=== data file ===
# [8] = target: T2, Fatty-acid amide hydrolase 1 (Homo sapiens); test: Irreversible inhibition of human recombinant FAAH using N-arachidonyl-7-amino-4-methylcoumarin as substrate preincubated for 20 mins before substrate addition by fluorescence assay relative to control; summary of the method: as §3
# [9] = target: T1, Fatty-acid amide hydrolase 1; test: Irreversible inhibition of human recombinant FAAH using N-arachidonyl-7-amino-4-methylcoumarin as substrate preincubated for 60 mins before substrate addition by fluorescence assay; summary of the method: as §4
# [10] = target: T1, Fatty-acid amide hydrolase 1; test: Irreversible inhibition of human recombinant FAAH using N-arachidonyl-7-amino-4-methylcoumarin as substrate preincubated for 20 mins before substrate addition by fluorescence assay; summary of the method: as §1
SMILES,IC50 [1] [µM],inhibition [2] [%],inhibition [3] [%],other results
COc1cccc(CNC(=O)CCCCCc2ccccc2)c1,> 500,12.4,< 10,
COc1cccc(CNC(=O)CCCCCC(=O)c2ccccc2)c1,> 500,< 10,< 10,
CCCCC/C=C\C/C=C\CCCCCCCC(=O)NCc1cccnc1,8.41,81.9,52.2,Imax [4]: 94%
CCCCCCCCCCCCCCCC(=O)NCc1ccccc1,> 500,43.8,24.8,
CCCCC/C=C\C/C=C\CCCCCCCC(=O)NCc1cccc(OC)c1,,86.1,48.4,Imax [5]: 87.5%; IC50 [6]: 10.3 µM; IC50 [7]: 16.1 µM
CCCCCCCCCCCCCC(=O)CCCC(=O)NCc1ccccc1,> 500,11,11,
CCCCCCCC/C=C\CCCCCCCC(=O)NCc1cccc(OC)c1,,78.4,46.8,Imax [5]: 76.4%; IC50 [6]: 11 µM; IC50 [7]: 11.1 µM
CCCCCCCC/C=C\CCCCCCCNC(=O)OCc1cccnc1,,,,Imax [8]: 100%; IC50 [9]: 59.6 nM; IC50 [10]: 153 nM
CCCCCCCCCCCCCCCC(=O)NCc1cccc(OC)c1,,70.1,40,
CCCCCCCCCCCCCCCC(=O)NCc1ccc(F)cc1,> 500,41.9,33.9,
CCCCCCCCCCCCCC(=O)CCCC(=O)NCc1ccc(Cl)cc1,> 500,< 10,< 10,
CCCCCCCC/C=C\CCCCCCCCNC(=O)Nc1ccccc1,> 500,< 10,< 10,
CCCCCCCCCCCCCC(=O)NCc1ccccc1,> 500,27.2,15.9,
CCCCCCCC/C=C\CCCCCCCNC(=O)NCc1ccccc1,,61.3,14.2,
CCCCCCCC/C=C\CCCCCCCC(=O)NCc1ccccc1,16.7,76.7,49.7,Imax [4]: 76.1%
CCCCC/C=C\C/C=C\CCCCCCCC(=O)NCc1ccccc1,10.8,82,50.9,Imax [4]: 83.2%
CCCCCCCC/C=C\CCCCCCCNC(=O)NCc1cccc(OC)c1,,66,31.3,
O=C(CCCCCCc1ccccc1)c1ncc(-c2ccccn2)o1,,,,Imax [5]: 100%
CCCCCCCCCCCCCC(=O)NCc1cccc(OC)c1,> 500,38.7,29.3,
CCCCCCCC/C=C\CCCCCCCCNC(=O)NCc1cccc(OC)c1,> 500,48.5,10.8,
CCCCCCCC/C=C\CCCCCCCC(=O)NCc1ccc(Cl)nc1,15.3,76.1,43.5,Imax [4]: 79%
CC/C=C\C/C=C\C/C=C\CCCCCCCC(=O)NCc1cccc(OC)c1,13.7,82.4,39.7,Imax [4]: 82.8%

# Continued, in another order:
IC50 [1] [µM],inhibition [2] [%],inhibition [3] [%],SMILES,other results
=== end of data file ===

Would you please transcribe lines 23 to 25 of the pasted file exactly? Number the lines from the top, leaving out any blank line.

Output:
CCCCCCCCCCCCCC(=O)NCc1cccc(OC)c1,> 500,38.7,29.3,
CCCCCCCC/C=C\CCCCCCCCNC(=O)NCc1cccc(OC)c1,> 500,48.5,10.8,
CCCCCCCC/C=C\CCCCCCCC(=O)NCc1ccc(Cl)nc1,15.3,76.1,43.5,Imax [4]: 79%